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28.02.2009 Feature Article

A letter to the Government on GIA

A letter to the Government on GIA

It is unfortunate that Ghana International Airlines is in a financial struggle and needing some huge cash injection.

Nevertheless, I don't believe GIAL, looking at its structure and composition, is viable enough for such a huge amount of money to be pumped into it now. According to stories in the media, so much has been wasted already, financially.

My first question is, how much has been raked as profit from all the money so far invested into this airline? My second question is, does GIAL have a hub in Europe for onward connecting flights to various destinations around the world? My third question is, how many aircraft did GIAL boast of since its inception in 2005? If the answers to my questions are in the negative, then we are running a non-profit making venture and rather investing the Ghanaian tax payers' money into a loss-making enterprise.

From a professional point of view, I believe the initiation of this vision was ill-orchestrated due to poor feasibility studies and consultancy approach. Is there a solution to our National Airline crisis? As a professional in the airline industry for the past 15 years I may answer yes to this question. Yet a solution could only be possible if and only if government takes a pragmatic, non-partisan and less-governmental-share (percentage) approach.

From a careful and critical analysis on the incredible and enviable operations and routes boasted by the then Ghana Airways, I believe, we could restore our national airline to a more descent and profit-making one. We just need efficient aircraft (new, old, modern, big and small) to run the same routes or more as did Ghana Airways.

We also need just a few staff and a few ground logistics for the same operation performed by the then Ghana Airways. "A good needlework man is known by the efficient use of his tools and not by a large number of tools." It is awesome to know that Ghana Airways was by then controlling international routes such as America (Baltimore & New York), Southern Africa (Johannesburg, Harare, Lusaka & Windhoek, etc), Europe (Rome, Dusseldorf, London Heathrow, Las Palmas etc), West Coast Of Africa (Monrovia, Freetown, Dakar, Abuja, Lagos, Lome, Cotonou, Bamako, Conakry, Abidjan, etc).

These routes were in no way patronized in those days by all these foreign airlines that have now flooded Ghana and enjoying the hard earned fruits of Ghana Airways' labour at the expense of Ghana Airways. As a professional in this field, I believe that total eradication of waste combined with the above mentioned solutions would bring Ghana Airways or a national airline back on its feet to easily rub shoulders with the international giants such as KLM, British Airways, South African Airlines, Lufthansa, and Alitalia among others.

From several training and working for years as an airline administrative officer for Aviance (then AFGO) and British Airways Cargo in Ghana and also after some few years of working in the American transportation industry, I have been adequately endowed with the experience and expertise to pin-point problems in the airline industry.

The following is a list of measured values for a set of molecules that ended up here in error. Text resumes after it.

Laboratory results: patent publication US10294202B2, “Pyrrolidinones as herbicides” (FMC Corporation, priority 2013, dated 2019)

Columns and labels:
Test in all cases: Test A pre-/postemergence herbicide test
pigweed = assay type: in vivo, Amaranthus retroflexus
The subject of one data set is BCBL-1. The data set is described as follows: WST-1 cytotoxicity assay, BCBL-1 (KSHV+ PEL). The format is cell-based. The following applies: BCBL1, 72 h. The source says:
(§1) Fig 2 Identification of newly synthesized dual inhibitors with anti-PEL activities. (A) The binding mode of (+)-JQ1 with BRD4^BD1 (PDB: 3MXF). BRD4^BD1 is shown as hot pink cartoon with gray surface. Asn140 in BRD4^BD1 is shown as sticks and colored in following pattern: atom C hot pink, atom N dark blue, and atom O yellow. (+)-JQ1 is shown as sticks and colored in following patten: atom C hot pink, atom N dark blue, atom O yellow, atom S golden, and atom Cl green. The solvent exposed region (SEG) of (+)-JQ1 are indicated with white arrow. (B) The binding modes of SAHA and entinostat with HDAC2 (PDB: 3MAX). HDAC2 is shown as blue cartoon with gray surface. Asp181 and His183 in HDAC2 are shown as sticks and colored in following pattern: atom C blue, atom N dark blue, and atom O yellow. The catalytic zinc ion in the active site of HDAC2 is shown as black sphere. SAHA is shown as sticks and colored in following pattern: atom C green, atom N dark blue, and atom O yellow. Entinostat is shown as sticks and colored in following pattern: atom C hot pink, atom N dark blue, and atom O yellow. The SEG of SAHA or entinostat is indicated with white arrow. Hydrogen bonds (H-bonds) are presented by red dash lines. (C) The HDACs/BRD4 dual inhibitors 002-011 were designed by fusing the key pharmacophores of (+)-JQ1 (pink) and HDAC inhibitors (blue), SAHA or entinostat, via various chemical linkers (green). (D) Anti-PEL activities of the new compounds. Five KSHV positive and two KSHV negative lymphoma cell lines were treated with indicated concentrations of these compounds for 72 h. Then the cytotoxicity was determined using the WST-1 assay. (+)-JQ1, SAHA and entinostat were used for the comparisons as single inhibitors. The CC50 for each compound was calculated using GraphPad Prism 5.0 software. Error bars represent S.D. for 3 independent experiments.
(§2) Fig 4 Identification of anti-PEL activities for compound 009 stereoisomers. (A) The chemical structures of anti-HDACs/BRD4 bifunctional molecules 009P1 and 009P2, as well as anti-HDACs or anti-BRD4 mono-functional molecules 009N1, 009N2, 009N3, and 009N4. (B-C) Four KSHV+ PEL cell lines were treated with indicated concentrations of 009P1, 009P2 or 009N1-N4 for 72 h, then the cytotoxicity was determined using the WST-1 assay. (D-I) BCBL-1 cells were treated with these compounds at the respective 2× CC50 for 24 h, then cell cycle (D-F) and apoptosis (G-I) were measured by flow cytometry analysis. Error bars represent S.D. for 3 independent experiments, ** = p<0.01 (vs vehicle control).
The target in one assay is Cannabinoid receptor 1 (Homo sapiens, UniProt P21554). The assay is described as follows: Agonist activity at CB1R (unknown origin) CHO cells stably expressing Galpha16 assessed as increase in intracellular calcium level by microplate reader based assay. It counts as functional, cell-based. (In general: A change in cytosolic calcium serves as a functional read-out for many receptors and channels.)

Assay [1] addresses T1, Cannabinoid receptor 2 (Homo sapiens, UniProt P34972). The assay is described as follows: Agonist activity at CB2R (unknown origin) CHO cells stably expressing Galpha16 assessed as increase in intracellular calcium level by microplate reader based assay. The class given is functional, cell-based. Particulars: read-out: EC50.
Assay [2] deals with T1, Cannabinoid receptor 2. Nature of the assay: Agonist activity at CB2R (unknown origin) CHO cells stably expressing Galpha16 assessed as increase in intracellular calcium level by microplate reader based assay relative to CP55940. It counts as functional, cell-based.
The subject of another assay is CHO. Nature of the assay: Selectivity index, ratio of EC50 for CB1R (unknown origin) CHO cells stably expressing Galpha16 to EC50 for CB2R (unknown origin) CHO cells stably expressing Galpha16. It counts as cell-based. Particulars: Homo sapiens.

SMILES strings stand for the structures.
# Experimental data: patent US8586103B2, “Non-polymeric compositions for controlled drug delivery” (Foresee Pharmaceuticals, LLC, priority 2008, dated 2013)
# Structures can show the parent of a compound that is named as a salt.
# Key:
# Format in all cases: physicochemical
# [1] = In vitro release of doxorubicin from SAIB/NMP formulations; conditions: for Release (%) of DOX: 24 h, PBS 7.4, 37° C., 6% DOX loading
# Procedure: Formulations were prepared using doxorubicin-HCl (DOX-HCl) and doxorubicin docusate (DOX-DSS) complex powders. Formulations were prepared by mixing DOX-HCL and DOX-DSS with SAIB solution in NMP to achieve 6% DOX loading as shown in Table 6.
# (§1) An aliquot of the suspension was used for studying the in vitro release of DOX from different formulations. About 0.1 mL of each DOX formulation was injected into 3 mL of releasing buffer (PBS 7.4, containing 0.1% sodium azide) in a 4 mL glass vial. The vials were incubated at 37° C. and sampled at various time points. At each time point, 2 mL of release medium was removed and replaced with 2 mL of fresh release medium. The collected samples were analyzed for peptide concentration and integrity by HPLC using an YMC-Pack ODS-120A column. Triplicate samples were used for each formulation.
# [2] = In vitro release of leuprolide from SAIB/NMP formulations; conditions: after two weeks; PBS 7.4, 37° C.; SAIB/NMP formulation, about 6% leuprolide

From various research, studies and analysis, a national airline for Ghana needs only one pick-up truck and just a handful of personnel (15 staff including cargo security officers) for its cargo department. The operations/dispatch/ticketing department needs only one pick-pick truck, two mini buses and 50 personnel (including 18 security officers). Most of the hundreds of staff should rather serve as commission-based ticketing and cargo agents to the airline.

The engineering section should also be well streamlined to eliminate waste. Staff tickets issues should also be transparent and free from abuse. These issues if well addressed and managed, will totally eliminate waste and bring efficiency.

The then Ghana Airways owned several pick-up trucks, mini vans, buses, several ground handling equipment, hundreds of staff, more-than-necessary offices and government had too much say in its affairs. A successful national airline needs not more than 40% of government control or power. A quarterly station auditing system should be a must to check financial, logistics, safety & security and other concerns.

With Ghana's well trained pilots, security officers and other crew members, a large number of Ghanaians and Africans home and abroad are just looking forward to a decent and well-structured Ghana national airline to once again take over those enviable routes for a comfortable and reliable travel and shipping.

If Emirates Airlines and South African Airways among others are operating comfortably in Ghana then our own Ghana Airlines can make it better after a purposeful restructuring.

By E.T. Nubuor [Email: [email protected]]

E.T. Nubuor
E.T. Nubuor, © 2009

This author has authored 1 publications on Modern Ghana. Author column: ETNubuor

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